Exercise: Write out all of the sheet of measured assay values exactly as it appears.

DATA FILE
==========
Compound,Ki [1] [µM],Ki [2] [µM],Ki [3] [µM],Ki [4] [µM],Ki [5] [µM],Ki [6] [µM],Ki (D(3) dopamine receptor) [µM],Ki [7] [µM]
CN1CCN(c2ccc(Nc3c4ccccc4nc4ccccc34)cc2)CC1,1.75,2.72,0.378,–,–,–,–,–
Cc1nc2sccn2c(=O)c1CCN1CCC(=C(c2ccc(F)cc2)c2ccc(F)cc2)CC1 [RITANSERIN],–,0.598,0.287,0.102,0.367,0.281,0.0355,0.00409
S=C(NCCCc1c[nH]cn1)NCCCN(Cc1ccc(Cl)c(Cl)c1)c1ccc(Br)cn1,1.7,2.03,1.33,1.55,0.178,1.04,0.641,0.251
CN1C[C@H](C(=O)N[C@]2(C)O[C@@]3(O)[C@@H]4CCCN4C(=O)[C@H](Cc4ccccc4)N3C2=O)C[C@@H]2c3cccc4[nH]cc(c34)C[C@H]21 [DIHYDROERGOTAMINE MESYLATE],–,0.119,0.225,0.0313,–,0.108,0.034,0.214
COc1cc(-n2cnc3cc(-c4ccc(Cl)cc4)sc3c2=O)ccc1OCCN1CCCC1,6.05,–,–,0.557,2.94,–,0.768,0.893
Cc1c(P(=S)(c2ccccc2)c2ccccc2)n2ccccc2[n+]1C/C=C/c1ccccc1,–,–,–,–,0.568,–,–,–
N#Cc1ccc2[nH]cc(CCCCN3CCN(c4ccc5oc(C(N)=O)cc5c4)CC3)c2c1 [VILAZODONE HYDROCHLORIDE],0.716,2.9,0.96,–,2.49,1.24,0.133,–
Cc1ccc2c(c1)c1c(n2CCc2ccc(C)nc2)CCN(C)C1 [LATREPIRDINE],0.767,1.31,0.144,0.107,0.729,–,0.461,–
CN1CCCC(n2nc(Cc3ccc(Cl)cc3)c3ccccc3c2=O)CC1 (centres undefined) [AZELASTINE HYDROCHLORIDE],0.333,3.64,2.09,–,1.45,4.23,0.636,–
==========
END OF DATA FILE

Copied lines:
Compound,Ki [1] [µM],Ki [2] [µM],Ki [3] [µM],Ki [4] [µM],Ki [5] [µM],Ki [6] [µM],Ki (D(3) dopamine receptor) [µM],Ki [7] [µM]
CN1CCN(c2ccc(Nc3c4ccccc4nc4ccccc34)cc2)CC1,1.75,2.72,0.378,–,–,–,–,–
Cc1nc2sccn2c(=O)c1CCN1CCC(=C(c2ccc(F)cc2)c2ccc(F)cc2)CC1 [RITANSERIN],–,0.598,0.287,0.102,0.367,0.281,0.0355,0.00409
S=C(NCCCc1c[nH]cn1)NCCCN(Cc1ccc(Cl)c(Cl)c1)c1ccc(Br)cn1,1.7,2.03,1.33,1.55,0.178,1.04,0.641,0.251
CN1C[C@H](C(=O)N[C@]2(C)O[C@@]3(O)[C@@H]4CCCN4C(=O)[C@H](Cc4ccccc4)N3C2=O)C[C@@H]2c3cccc4[nH]cc(c34)C[C@H]21 [DIHYDROERGOTAMINE MESYLATE],–,0.119,0.225,0.0313,–,0.108,0.034,0.214
COc1cc(-n2cnc3cc(-c4ccc(Cl)cc4)sc3c2=O)ccc1OCCN1CCCC1,6.05,–,–,0.557,2.94,–,0.768,0.893
Cc1c(P(=S)(c2ccccc2)c2ccccc2)n2ccccc2[n+]1C/C=C/c1ccccc1,–,–,–,–,0.568,–,–,–
N#Cc1ccc2[nH]cc(CCCCN3CCN(c4ccc5oc(C(N)=O)cc5c4)CC3)c2c1 [VILAZODONE HYDROCHLORIDE],0.716,2.9,0.96,–,2.49,1.24,0.133,–
Cc1ccc2c(c1)c1c(n2CCc2ccc(C)nc2)CCN(C)C1 [LATREPIRDINE],0.767,1.31,0.144,0.107,0.729,–,0.461,–
CN1CCCC(n2nc(Cc3ccc(Cl)cc3)c3ccccc3c2=O)CC1 (centres undefined) [AZELASTINE HYDROCHLORIDE],0.333,3.64,2.09,–,1.45,4.23,0.636,–